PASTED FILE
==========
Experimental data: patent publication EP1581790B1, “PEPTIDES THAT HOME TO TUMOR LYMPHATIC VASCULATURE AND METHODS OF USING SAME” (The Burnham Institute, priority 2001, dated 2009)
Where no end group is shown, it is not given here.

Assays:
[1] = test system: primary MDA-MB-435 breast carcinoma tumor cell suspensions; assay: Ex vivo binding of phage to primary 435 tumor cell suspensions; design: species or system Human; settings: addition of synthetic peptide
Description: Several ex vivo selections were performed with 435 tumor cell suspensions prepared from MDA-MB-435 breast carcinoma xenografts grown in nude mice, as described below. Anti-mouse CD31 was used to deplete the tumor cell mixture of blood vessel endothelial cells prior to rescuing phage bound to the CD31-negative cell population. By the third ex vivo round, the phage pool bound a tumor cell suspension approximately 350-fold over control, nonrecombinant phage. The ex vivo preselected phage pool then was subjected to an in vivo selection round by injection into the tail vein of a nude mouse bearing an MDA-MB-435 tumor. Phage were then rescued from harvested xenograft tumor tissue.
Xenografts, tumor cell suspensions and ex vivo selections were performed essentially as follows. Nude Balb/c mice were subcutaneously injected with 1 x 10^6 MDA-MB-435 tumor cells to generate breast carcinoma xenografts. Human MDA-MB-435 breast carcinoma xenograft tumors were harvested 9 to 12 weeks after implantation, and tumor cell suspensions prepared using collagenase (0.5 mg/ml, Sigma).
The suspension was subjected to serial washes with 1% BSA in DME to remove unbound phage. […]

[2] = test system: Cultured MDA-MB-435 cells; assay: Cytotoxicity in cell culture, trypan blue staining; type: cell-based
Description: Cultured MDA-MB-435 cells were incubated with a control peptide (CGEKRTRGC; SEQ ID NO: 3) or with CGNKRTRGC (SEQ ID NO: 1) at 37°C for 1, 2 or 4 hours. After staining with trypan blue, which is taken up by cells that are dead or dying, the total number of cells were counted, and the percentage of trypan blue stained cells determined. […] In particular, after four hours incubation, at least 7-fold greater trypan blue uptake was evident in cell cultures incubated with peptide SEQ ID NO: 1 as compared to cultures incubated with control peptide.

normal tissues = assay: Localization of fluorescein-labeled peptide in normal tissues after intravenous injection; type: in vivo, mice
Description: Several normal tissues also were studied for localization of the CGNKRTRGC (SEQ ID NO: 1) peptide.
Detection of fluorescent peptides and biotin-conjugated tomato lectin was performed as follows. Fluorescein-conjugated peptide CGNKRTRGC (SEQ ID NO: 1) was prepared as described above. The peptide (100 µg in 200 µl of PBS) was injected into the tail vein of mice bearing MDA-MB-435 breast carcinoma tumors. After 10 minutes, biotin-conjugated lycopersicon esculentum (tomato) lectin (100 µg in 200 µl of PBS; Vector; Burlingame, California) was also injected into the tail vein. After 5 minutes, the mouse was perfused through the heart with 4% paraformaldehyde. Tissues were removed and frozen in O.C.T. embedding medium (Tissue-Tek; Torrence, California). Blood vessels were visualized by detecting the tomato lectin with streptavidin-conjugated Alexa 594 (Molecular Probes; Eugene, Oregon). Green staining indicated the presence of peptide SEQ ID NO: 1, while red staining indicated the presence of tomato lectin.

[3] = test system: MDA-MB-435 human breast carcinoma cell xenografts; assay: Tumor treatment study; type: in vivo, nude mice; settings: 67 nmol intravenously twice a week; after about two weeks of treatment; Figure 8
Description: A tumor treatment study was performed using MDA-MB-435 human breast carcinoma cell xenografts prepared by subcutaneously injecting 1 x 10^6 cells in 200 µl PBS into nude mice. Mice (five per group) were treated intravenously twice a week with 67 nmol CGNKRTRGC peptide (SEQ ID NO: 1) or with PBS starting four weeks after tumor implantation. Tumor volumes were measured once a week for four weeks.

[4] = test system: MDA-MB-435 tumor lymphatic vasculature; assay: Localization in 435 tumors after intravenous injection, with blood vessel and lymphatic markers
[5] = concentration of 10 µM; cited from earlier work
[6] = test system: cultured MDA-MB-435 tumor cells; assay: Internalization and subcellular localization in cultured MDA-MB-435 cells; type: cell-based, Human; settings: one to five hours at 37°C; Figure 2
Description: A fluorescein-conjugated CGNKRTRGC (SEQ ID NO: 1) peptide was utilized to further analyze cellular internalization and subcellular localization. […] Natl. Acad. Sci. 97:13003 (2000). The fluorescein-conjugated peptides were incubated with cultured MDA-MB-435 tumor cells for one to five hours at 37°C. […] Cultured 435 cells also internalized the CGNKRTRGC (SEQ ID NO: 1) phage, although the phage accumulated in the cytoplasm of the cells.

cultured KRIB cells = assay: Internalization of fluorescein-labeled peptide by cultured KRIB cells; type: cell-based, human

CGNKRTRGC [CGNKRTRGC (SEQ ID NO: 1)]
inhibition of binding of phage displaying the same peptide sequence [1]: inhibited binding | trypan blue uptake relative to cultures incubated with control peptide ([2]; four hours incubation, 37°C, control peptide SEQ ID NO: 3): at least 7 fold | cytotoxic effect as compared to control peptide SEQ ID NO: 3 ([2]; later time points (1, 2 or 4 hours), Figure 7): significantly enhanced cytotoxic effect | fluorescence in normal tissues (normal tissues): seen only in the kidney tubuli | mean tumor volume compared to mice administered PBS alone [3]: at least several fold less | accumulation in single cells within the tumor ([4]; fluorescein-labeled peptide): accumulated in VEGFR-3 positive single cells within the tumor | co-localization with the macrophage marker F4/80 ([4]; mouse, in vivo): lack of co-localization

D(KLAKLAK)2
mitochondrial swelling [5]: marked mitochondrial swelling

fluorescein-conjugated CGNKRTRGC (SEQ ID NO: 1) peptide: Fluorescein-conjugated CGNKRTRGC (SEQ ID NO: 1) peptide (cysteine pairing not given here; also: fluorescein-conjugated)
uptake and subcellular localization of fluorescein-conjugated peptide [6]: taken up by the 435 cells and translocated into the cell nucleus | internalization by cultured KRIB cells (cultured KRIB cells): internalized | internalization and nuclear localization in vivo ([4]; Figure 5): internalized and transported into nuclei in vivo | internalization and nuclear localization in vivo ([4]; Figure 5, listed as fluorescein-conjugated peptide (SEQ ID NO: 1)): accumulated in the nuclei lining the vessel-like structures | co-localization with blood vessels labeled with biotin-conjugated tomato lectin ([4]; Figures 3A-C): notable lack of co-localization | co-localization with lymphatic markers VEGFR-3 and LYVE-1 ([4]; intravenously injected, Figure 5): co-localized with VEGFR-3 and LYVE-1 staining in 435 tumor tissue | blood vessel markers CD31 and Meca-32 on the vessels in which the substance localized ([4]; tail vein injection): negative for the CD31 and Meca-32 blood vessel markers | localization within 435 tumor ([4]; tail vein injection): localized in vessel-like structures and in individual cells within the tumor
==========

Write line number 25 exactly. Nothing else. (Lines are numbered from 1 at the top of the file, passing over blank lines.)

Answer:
uptake and subcellular localization of fluorescein-conjugated peptide [6]: taken up by the 435 cells and translocated into the cell nucleus | internalization by cultured KRIB cells (cultured KRIB cells): internalized | internalization and nuclear localization in vivo ([4]; Figure 5): internalized and transported into nuclei in vivo | internalization and nuclear localization in vivo ([4]; Figure 5, listed as fluorescein-conjugated peptide (SEQ ID NO: 1)): accumulated in the nuclei lining the vessel-like structures | co-localization with blood vessels labeled with biotin-conjugated tomato lectin ([4]; Figures 3A-C): notable lack of co-localization | co-localization with lymphatic markers VEGFR-3 and LYVE-1 ([4]; intravenously injected, Figure 5): co-localized with VEGFR-3 and LYVE-1 staining in 435 tumor tissue | blood vessel markers CD31 and Meca-32 on the vessels in which the substance localized ([4]; tail vein injection): negative for the CD31 and Meca-32 blood vessel markers | localization within 435 tumor ([4]; tail vein injection): localized in vessel-like structures and in individual cells within the tumor